Over the years my productivity could be best described as chaotic.
I mess around for days (weeks? months?), and then have bursts of inspiration where I get tons of work done.
It’s an awful way to work. It leaves me overloaded with information, distraction, and feeling pretty bad about myself.
I’ve experimented with every method under the sun — Pomodoro, Getting Things Done, The Bucket Technique.
I’ve used tools like Rescuetime, Toggle, and Harvest to track my time.
Rescuetime has been running on my laptop for 5 years — though I must confess I’ve only opened up their emails a dozen times.
Every technique failed.
Part of the challenge has been that I don’t fit well into the standard schedule. I can’t stomach the 9–5.
Some days I’m up at 6am. Some days I’m up until 6am.
I hate meetings before 10am. I need to exercise every day.
When I first started working remote, things began to change. My team adopted more flexible hours, and I started to be much more intentional about my schedule.
With remote, you often have the opportunity to create your ideal work day. No longer are you burdened by the 9-5, lunch at 12, happy hour beers after work paradigm that's been beaten into us for decades.
I started by taking inventory of what I actually needed in a good days work.
- Focused, deep work
- Collaborative work
- Social time
There’s not much there, yet somehow my typical work day always became remarkably scattered.
Check email. Check Slack. Respond to something. Check analytics. Repeat.
There are millions of things I could do, but only 5 things I need to do.
- Talk to my team
I decided to design my ideal day around those states.
The results were obvious.
I got more done in less time. I didn’t feel the need to constantly check multiple services. I breathed deeper and got done what needed to be done.
At Holopod, we’ve applied many of those lessons.
Here's how you too can use it to create your ideal work day.
Set up custom statuses for how you want to spend your time.
Reflect and write down your best work states. How do you typically spend your time? How do you want to spend your time?
You can make it general (eg. focus time), or specific (designing, writing, thinking). Create statuses for each state.
🎧 Focus time
☕ Coffee break
🤓 Collaboration time
Create calendar rules to be intentional about your day
Review your calendar on a weekly or daily basis, and fill in the gaps between meetings with your desired work states. Create rules to reflect these.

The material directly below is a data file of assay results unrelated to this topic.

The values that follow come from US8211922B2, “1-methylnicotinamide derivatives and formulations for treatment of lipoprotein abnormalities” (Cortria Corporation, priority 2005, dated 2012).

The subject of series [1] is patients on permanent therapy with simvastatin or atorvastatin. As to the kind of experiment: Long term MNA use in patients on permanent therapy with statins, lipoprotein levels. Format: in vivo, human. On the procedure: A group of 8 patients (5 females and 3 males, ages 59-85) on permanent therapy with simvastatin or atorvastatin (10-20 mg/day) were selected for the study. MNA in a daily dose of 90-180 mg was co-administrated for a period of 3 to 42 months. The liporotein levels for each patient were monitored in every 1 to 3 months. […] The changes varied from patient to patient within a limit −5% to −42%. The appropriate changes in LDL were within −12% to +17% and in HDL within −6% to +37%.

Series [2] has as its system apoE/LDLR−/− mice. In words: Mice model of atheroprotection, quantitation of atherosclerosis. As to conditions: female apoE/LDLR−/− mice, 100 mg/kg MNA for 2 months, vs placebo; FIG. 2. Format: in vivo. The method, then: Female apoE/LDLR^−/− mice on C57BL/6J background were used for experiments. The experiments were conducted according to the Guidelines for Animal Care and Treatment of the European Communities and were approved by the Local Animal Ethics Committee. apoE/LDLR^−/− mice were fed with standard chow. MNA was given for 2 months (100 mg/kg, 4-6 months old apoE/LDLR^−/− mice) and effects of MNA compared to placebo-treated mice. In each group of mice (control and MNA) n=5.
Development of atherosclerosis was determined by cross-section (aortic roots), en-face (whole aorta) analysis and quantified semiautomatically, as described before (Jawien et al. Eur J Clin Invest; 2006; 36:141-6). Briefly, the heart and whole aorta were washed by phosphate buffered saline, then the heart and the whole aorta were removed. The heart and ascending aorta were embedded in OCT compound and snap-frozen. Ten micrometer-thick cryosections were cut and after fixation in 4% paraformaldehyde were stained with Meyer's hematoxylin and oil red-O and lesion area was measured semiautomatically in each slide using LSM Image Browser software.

Add these events to your calendar
Go to your calendar and add events for each style of work. Your meetings will still show up as meetings, but now you can be intentional about the other work you do around those meetings.
Holopod will automatically update your status
When these events occur, your status will automatically update. This lets your team know how to best interact. If you're focused, you won't be disturbed. If you're open to collaboration, set the rule that anyone can message you and jump on a co-working Zoom call.
Be creative and try different statuses to see what works for you!
In the non-scheduled time, Holopod desktop will take care of the rest.
You don't need to schedule your entire work day. Often, I just set an hour of focus time. If my schedule is open and I'm feeling it, I will just keep working heads down. The great thing about Holopod is that outside of your scheduled time, our desktop app will automatically detect your work state.
If you're in the flow, it'll keep you there.
Try this for a few weeks
If you're anything like me, you'll quit most productivity methods after a few days. It takes at least 3 weeks to form a habit. The best part of this method is that you don't need to be perfect. Sometimes you'll waste your focus time - that's ok. However, if you make a conscious effort to create your ideal work day - you'll start to notice a few things.
- You'll get more good work done
- You don't have constant Slack, email and Twitter FOMO
- You are more comfortable "checking out" for the day and enjoying your downtime
- You'll start to enjoy work more, and look forward to it
At least, that's what happened for me, and I'd love for you to try it out.